As the calendar flips to June most years, hefty halibut start showing up in Alaska ports – and this year is no exception. Perhaps the biggest – and certainly the oddest – is a giant 250-pound-plus-pound halibut landed by 10-year-old Lily Hornish of Boise, Idaho, during a trip aboard a charter with Ketchikan’s Clover Pass Resort earlier this month. Boise TV station KBOI reported the halibut as a 333-pounder, though a spokesman for Clover Pass said the resort’s scale topped out at 250 pounds and a length-to-weight ratio was used to estimate its weight. “The size of that fish is pretty unusual,” said Michael Briggs, the resort’s marketing manager. “Typically we see a few over 200 pounds during the summer, but not 300.” Hornish got the jump on family members aboard the charter. "It was the...Mike Campbell
These are giddy days for Southcentral king salmon anglers, who in recent years have grown accustomed to an unremitting string of fishing closures and restrictions. On Thursday, the Alaska Department of Fish and Game had a double dose of good news. Due to strong early returns, anglers will get four more days to fish for king salmon on the Kenai Peninsula's Anchor River, while on the popular Deshka River in the Mat-Su, bait and treble hooks will be allowed. Through Tuesday, 8,259 kings had passed the Deshka fish-counting weir at river mile 7, making state biologists certain they'll reach the minimum escapement goal of 13,000 fish. Typically, about 20 percent of the run has passed the weir by this date. Beginning at 6 a.m. Saturday, the loosened regulations regarding bait and multiple hooks...Mike Campbell,Beth Bragg
Not only were Alaskans competing at the World Taxidermy and Fish Carving Championships last month, they were on the podium too. Russell Knight, owner of Knight’s Taxidermy in Anchorage and star of the cable TV series “Mounted in Alaska” that ran for 16 episodes on the History Channel, was master of ceremonies for the 650 people attending the closing awards banquet. “What a great privilege and honor that was,” he said Monday. “That was the finest group of taxidermists ever assembled under one roof.” Among those recognized were Matt Potter of Soldotna, who took second place in the taxidermy-of-birds category for his ptarmigan, and Ron Ginter of Chugiak in the decorative lifestyle division for his rainbow trout. Knight grew up in Jackson, Mississippi, and began working at a taxidermy shop...Mike Campbell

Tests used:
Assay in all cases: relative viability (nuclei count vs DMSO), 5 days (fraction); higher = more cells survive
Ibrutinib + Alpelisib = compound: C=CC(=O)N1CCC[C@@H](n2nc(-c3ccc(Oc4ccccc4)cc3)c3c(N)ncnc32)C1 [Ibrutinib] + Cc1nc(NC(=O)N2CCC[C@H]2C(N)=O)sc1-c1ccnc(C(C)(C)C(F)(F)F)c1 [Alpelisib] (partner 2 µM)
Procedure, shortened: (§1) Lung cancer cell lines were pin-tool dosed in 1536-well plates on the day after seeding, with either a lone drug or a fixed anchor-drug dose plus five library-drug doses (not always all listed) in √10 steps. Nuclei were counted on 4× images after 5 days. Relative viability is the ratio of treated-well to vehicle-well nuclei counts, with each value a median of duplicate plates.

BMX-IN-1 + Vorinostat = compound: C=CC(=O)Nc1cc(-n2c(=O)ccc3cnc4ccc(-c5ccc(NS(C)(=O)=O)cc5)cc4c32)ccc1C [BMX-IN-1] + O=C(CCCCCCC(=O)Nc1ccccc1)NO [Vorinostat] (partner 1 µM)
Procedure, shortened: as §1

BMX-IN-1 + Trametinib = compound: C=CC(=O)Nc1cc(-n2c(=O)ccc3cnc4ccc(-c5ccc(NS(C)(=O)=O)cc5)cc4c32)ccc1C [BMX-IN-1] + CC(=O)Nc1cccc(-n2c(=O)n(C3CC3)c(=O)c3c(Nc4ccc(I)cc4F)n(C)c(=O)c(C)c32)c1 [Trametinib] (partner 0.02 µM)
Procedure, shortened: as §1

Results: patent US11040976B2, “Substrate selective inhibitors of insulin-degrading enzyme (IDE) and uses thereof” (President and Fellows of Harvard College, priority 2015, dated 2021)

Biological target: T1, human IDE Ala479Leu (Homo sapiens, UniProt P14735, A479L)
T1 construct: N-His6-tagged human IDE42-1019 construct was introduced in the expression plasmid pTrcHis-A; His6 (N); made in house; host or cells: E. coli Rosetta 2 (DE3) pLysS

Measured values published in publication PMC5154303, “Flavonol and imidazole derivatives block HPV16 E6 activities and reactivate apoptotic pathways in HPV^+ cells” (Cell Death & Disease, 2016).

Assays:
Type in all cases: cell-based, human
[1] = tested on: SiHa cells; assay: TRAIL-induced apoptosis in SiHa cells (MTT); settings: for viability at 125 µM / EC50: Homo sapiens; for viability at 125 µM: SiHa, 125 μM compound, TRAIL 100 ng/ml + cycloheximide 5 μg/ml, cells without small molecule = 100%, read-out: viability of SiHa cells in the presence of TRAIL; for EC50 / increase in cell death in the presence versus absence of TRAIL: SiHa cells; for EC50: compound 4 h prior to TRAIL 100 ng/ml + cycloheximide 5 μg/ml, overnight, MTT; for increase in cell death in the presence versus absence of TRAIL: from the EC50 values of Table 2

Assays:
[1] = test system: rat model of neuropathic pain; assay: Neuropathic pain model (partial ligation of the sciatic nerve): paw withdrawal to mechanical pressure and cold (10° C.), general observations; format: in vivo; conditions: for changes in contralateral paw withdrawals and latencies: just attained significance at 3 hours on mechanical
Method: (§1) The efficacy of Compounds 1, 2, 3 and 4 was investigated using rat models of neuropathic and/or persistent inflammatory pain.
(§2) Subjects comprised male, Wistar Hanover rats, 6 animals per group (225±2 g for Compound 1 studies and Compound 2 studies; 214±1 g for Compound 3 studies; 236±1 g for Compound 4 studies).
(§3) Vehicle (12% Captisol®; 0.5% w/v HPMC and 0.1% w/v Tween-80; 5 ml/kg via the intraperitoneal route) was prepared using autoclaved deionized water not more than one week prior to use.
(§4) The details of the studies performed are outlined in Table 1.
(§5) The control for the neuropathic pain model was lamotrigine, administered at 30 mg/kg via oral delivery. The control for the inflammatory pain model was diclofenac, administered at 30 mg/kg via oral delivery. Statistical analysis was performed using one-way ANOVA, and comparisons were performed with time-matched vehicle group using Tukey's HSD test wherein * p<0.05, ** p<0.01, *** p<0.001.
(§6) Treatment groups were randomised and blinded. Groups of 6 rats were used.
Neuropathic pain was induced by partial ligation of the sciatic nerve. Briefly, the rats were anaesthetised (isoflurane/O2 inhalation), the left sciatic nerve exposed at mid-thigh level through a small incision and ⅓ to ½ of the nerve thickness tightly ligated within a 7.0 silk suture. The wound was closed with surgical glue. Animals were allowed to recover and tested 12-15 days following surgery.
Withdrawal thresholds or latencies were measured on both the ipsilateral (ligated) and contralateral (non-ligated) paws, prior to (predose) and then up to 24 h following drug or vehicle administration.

When the calendar flips to May, many Alaskans’ thoughts turn to fishing, hiking, boating and camping. Or, for the terminally dull, spring cleaning. But Adam Holzer and five of his Anchorage mates in the loose organization called DOOM/love figured it was too early to give up on snowboarding, so they...
Mike Campbell
Hikers and mountain bikers making the popular trek over Powerline Pass and down to the community of Indian along the Seward Highway will find their way blocked later this summer. The Chugach Electric Association plans to rebuild about six miles of the 75-megawatt transmission line constructed in 1962, ensuring it’s up to current standards and able to withstand ice loading and fierce windstorms that sometimes pound the pass. Work will begin about 4 miles from the popular Glen Alps parking lot in Chugach State Park and continue over the pass. “We expect a pretty big impact” on trail users, Chugach project manager Andrew Laughlin said. Intermittent trail closures will begin later his month. The entire trail from Powerline Pass to Indian will be closed in July and August, when construction...Mike Campbell